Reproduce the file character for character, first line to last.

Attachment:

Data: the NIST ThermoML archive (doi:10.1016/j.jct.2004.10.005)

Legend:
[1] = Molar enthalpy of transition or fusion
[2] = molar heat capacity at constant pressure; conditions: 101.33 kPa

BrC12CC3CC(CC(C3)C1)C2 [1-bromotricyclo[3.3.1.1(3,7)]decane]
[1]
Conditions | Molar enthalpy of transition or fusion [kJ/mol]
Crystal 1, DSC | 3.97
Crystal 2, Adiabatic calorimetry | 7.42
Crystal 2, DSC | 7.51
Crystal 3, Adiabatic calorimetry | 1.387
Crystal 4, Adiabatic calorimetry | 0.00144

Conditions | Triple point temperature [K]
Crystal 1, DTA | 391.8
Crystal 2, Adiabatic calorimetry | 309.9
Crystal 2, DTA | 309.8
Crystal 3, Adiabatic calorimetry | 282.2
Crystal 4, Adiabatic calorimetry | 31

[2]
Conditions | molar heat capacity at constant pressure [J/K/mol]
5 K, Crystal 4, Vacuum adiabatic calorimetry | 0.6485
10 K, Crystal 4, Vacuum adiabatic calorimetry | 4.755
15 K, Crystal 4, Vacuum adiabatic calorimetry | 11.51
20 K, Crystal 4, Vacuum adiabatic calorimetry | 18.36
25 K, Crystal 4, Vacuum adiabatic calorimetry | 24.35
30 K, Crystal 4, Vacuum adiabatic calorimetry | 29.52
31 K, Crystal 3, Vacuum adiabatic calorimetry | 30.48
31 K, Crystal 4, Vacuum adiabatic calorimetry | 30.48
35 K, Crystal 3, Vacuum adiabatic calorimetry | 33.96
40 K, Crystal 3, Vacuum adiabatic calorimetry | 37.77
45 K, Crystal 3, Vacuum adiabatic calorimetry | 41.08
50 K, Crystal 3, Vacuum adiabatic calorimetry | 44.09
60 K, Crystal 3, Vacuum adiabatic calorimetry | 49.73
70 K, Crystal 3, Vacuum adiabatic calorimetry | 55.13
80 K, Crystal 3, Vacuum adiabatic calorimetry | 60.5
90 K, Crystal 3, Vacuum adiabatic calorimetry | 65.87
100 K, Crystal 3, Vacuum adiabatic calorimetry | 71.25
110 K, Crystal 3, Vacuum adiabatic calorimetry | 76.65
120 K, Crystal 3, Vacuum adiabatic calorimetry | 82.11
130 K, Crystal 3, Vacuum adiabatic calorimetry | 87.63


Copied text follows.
Data: the NIST ThermoML archive (doi:10.1016/j.jct.2004.10.005)

Legend:
[1] = Molar enthalpy of transition or fusion
[2] = molar heat capacity at constant pressure; conditions: 101.33 kPa

BrC12CC3CC(CC(C3)C1)C2 [1-bromotricyclo[3.3.1.1(3,7)]decane]
[1]
Conditions | Molar enthalpy of transition or fusion [kJ/mol]
Crystal 1, DSC | 3.97
Crystal 2, Adiabatic calorimetry | 7.42
Crystal 2, DSC | 7.51
Crystal 3, Adiabatic calorimetry | 1.387
Crystal 4, Adiabatic calorimetry | 0.00144

Conditions | Triple point temperature [K]
Crystal 1, DTA | 391.8
Crystal 2, Adiabatic calorimetry | 309.9
Crystal 2, DTA | 309.8
Crystal 3, Adiabatic calorimetry | 282.2
Crystal 4, Adiabatic calorimetry | 31

[2]
Conditions | molar heat capacity at constant pressure [J/K/mol]
5 K, Crystal 4, Vacuum adiabatic calorimetry | 0.6485
10 K, Crystal 4, Vacuum adiabatic calorimetry | 4.755
15 K, Crystal 4, Vacuum adiabatic calorimetry | 11.51
20 K, Crystal 4, Vacuum adiabatic calorimetry | 18.36
25 K, Crystal 4, Vacuum adiabatic calorimetry | 24.35
30 K, Crystal 4, Vacuum adiabatic calorimetry | 29.52
31 K, Crystal 3, Vacuum adiabatic calorimetry | 30.48
31 K, Crystal 4, Vacuum adiabatic calorimetry | 30.48
35 K, Crystal 3, Vacuum adiabatic calorimetry | 33.96
40 K, Crystal 3, Vacuum adiabatic calorimetry | 37.77
45 K, Crystal 3, Vacuum adiabatic calorimetry | 41.08
50 K, Crystal 3, Vacuum adiabatic calorimetry | 44.09
60 K, Crystal 3, Vacuum adiabatic calorimetry | 49.73
70 K, Crystal 3, Vacuum adiabatic calorimetry | 55.13
80 K, Crystal 3, Vacuum adiabatic calorimetry | 60.5
90 K, Crystal 3, Vacuum adiabatic calorimetry | 65.87
100 K, Crystal 3, Vacuum adiabatic calorimetry | 71.25
110 K, Crystal 3, Vacuum adiabatic calorimetry | 76.65
120 K, Crystal 3, Vacuum adiabatic calorimetry | 82.11
130 K, Crystal 3, Vacuum adiabatic calorimetry | 87.63